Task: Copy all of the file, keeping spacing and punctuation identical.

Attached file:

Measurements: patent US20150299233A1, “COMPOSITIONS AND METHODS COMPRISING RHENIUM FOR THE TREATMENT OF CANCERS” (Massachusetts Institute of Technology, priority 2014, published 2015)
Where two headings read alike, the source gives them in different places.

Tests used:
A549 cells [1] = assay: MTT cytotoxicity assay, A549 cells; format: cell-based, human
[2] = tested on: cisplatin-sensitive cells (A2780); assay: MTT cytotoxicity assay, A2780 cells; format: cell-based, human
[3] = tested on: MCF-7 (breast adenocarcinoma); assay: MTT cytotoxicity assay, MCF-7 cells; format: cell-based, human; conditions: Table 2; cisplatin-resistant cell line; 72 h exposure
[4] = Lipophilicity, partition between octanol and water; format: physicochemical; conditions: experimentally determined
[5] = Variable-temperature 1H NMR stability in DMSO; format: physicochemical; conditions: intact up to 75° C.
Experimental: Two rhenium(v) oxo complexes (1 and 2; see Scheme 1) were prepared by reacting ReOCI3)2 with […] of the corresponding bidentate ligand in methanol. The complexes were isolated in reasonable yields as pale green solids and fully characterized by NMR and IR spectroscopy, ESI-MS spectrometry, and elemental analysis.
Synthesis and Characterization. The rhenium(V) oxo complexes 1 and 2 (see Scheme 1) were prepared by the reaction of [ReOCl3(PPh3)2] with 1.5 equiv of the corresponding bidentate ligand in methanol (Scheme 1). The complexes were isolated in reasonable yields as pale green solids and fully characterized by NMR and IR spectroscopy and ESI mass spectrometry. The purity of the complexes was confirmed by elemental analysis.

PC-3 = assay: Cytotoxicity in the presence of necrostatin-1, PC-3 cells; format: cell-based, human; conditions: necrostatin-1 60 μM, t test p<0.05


Measurements: patent US20150299233A1, “COMPOSITIONS AND METHODS COMPRISING RHENIUM FOR THE TREATMENT OF CANCERS” (Massachusetts Institute of Technology, priority 2014, published 2015)
Where two headings read alike, the source gives them in different places.

Tests used:
A549 cells [1] = assay: MTT cytotoxicity assay, A549 cells; format: cell-based, human
[2] = tested on: cisplatin-sensitive cells (A2780); assay: MTT cytotoxicity assay, A2780 cells; format: cell-based, human
[3] = tested on: MCF-7 (breast adenocarcinoma); assay: MTT cytotoxicity assay, MCF-7 cells; format: cell-based, human; conditions: Table 2; cisplatin-resistant cell line; 72 h exposure
[4] = Lipophilicity, partition between octanol and water; format: physicochemical; conditions: experimentally determined
[5] = Variable-temperature 1H NMR stability in DMSO; format: physicochemical; conditions: intact up to 75° C.
Experimental: Two rhenium(v) oxo complexes (1 and 2; see Scheme 1) were prepared by reacting ReOCI3)2 with […] of the corresponding bidentate ligand in methanol. The complexes were isolated in reasonable yields as pale green solids and fully characterized by NMR and IR spectroscopy, ESI-MS spectrometry, and elemental analysis.
Synthesis and Characterization. The rhenium(V) oxo complexes 1 and 2 (see Scheme 1) were prepared by the reaction of [ReOCl3(PPh3)2] with 1.5 equiv of the corresponding bidentate ligand in methanol (Scheme 1). The complexes were isolated in reasonable yields as pale green solids and fully characterized by NMR and IR spectroscopy and ESI mass spectrometry. The purity of the complexes was confirmed by elemental analysis.

PC-3 = assay: Cytotoxicity in the presence of necrostatin-1, PC-3 cells; format: cell-based, human; conditions: necrostatin-1 60 μM, t test p<0.05